Ark of taste
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Carachama (Psendorinelepis genibarbis) is a type of freshwater species that belongs to the Siluriformes group, commonly called ""catfish"". This fish is native to the Amazon basin, and can therefore be found from Brazil up until Peru.
The unusual shape of the carachama, along with its remarkable adaptability, have allowed this species to survive up until this day.
In Peru, this fish is highly diffused in the Peruvian Selva region, in the Loreto, Ucayali and San Martin Departments. During the wet season, it lives in the marshlands and in canals that form along the main waterways of the Peruvian Amazon rivers, such as the Madre de Dios which originates from the Cordillera Tres Cruces, approximately 4000 metres above sea level.

The carachama fish prefers swampy, shallow areas that are rich in vegetation and organic, decomposing residue. It is a night fish defined as xylophagous, or rather which mainly feeds off woody substances and insects that it finds inside wood. This characteristic makes it a particularly important fish from an ecological point of view, insofar as it performs a critical role in the decomposition of organic matter.

Another peculiar feature is the way it looks, which is rather unique: the body of the carachama, except for the head, is covered by a type of armour formed by a series of grey and black scales. Thanks to this armour, which serves as a protective shield, the carachama is able to resist against attacks by various predators populating the waters of the Amazon rivers. Just like other Siluriformi, this species is able to breathe and move towards better areas during the dry season. Local fishermen exploit this characteristic, positioning nets along the foreshore to capture the fish.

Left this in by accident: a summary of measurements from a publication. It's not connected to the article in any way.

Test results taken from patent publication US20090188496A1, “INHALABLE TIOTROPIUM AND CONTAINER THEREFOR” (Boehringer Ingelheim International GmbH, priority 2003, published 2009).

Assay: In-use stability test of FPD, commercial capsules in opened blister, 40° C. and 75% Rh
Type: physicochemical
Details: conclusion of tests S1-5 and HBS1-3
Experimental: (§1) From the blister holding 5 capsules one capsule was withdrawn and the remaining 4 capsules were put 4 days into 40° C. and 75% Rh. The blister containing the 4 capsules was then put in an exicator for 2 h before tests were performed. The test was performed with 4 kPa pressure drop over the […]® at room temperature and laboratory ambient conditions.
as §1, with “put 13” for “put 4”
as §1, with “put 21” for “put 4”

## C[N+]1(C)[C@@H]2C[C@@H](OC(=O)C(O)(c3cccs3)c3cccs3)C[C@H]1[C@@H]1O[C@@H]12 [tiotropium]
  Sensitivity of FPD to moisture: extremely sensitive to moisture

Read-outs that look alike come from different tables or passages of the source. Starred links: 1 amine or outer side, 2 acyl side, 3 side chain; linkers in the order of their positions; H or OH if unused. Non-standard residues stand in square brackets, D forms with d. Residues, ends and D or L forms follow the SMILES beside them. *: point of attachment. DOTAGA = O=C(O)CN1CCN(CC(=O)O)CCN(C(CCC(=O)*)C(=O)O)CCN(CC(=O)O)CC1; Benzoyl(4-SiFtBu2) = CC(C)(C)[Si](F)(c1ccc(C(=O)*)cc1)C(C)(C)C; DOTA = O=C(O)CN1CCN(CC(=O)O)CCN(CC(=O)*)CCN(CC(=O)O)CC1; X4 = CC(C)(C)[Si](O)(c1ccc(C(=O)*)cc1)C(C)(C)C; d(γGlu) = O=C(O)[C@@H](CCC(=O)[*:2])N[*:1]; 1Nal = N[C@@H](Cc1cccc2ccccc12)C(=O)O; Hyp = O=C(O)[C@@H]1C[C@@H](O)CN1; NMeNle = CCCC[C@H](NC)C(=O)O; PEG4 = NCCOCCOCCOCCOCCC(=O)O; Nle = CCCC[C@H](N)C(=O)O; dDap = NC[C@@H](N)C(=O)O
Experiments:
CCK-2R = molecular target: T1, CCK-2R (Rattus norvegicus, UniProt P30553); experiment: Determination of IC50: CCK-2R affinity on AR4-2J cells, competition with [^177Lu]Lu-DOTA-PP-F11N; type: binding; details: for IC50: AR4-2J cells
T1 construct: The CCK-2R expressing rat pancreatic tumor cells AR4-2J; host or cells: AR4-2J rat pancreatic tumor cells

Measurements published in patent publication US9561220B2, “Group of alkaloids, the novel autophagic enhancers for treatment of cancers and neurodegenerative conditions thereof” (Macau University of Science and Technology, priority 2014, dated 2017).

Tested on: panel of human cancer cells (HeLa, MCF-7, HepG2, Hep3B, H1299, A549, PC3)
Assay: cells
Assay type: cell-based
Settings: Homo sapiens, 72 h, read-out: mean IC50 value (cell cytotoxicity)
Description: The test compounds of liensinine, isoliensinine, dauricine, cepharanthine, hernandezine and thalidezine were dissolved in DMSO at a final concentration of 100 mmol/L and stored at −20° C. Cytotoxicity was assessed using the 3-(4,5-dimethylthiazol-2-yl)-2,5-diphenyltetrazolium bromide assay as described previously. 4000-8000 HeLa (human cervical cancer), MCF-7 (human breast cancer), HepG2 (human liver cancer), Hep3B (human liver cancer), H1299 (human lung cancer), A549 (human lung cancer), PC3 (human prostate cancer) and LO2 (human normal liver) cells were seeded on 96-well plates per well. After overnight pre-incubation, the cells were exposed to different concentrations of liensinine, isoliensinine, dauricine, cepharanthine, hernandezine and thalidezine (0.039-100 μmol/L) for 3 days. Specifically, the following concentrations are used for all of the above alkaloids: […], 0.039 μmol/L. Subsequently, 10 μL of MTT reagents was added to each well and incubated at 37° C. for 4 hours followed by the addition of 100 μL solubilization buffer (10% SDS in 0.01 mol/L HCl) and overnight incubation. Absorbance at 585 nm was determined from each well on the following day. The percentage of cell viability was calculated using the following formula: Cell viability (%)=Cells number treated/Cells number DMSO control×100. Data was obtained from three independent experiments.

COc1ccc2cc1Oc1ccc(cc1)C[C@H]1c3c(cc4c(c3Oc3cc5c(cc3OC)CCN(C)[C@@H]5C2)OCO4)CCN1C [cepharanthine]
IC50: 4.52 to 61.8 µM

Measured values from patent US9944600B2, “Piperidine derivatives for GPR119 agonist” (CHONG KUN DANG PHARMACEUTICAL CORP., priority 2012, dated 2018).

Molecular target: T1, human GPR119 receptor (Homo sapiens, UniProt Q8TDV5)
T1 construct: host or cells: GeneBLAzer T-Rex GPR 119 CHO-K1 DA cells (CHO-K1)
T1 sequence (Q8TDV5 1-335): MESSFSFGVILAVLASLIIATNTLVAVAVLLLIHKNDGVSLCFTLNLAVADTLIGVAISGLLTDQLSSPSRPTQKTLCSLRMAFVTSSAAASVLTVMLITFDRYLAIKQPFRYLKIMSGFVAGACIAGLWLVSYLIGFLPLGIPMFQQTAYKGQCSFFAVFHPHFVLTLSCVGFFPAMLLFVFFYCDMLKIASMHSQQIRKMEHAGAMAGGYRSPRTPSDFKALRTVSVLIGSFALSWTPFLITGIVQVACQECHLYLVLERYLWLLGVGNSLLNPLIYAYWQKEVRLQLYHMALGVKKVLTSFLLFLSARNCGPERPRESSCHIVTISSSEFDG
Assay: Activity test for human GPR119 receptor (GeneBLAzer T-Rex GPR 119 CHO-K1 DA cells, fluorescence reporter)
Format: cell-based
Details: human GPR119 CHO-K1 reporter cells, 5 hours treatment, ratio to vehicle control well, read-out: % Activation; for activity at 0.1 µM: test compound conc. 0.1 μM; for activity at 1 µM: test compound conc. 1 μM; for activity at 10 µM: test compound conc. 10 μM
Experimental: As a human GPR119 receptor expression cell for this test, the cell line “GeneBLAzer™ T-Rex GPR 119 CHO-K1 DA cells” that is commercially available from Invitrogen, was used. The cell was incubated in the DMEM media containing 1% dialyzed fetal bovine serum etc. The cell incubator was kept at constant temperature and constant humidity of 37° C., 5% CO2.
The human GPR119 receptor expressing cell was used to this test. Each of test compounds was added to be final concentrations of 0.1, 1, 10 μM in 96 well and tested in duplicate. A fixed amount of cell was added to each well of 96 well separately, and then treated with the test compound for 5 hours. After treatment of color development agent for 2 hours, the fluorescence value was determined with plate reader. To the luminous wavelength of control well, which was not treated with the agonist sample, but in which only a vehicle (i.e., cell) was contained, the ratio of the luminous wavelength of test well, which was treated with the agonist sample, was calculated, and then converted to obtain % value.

In Loreto, this fish is used as an ingredient to prepare fish soups such as ""chilcano de pescado""; this fish soup is also very popular in other areas, and is called ""timbuche"" in the Peruvian Selva, where it is prepared using freshwater fish found in the lakes of the Amazon basin. Moreover, additional ingredients are added to add flavour to the fish and soup tied to the Amazon tradition, such as ""long coriander"", also known as sacha culantro (Eryngium foetidum).

The carachama fish can also be prepared following the ""patarascha"" method: the whole fish is wrapped in a bijao leaf (Calathea lutea) flavoured with various aromas and cooked on the grill.
In recent decades, this fish has been at risk of extinction due to a number of factors: one of these is illegal fishing, but above all the pollution in the water basin, causing the death of several species, including this one.

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Madre de Dios


Production area:Peruan Selva

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Fish, sea food and fish products

Nominated by:Dauro Mattia Zocchi, Pedro Miguel Schiaffino